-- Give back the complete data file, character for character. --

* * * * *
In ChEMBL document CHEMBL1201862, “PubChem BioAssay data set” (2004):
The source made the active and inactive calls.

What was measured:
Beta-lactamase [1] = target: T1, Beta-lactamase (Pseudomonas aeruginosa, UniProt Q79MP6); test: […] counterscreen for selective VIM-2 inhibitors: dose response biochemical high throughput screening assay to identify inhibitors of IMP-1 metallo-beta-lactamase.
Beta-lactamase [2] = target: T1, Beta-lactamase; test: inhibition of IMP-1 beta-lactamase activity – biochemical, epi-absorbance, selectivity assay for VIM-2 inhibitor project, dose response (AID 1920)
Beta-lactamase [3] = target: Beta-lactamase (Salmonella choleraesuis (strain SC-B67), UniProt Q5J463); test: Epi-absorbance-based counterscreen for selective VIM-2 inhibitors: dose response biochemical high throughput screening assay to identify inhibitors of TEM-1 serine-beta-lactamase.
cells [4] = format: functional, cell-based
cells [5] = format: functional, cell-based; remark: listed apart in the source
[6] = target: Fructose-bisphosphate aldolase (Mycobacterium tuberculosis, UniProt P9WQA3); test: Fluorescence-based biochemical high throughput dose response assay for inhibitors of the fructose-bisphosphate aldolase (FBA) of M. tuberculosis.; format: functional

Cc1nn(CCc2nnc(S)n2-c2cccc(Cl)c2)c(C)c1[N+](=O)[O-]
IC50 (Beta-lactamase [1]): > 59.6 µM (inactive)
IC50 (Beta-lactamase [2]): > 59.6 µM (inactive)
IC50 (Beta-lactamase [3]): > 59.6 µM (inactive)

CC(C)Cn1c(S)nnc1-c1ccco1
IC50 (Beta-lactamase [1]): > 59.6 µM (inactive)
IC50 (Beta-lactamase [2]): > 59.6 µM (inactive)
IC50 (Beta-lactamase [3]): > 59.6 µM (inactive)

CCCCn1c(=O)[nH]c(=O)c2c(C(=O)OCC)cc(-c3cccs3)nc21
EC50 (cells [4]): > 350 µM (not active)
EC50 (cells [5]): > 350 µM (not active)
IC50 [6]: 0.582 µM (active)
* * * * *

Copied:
In ChEMBL document CHEMBL1201862, “PubChem BioAssay data set” (2004):
The source made the active and inactive calls.

What was measured:
Beta-lactamase [1] = target: T1, Beta-lactamase (Pseudomonas aeruginosa, UniProt Q79MP6); test: […] counterscreen for selective VIM-2 inhibitors: dose response biochemical high throughput screening assay to identify inhibitors of IMP-1 metallo-beta-lactamase.
Beta-lactamase [2] = target: T1, Beta-lactamase; test: inhibition of IMP-1 beta-lactamase activity – biochemical, epi-absorbance, selectivity assay for VIM-2 inhibitor project, dose response (AID 1920)
Beta-lactamase [3] = target: Beta-lactamase (Salmonella choleraesuis (strain SC-B67), UniProt Q5J463); test: Epi-absorbance-based counterscreen for selective VIM-2 inhibitors: dose response biochemical high throughput screening assay to identify inhibitors of TEM-1 serine-beta-lactamase.
cells [4] = format: functional, cell-based
cells [5] = format: functional, cell-based; remark: listed apart in the source
[6] = target: Fructose-bisphosphate aldolase (Mycobacterium tuberculosis, UniProt P9WQA3); test: Fluorescence-based biochemical high throughput dose response assay for inhibitors of the fructose-bisphosphate aldolase (FBA) of M. tuberculosis.; format: functional

Cc1nn(CCc2nnc(S)n2-c2cccc(Cl)c2)c(C)c1[N+](=O)[O-]
IC50 (Beta-lactamase [1]): > 59.6 µM (inactive)
IC50 (Beta-lactamase [2]): > 59.6 µM (inactive)
IC50 (Beta-lactamase [3]): > 59.6 µM (inactive)

CC(C)Cn1c(S)nnc1-c1ccco1
IC50 (Beta-lactamase [1]): > 59.6 µM (inactive)
IC50 (Beta-lactamase [2]): > 59.6 µM (inactive)
IC50 (Beta-lactamase [3]): > 59.6 µM (inactive)

CCCCn1c(=O)[nH]c(=O)c2c(C(=O)OCC)cc(-c3cccs3)nc21
EC50 (cells [4]): > 350 µM (not active)
EC50 (cells [5]): > 350 µM (not active)
IC50 [6]: 0.582 µM (active)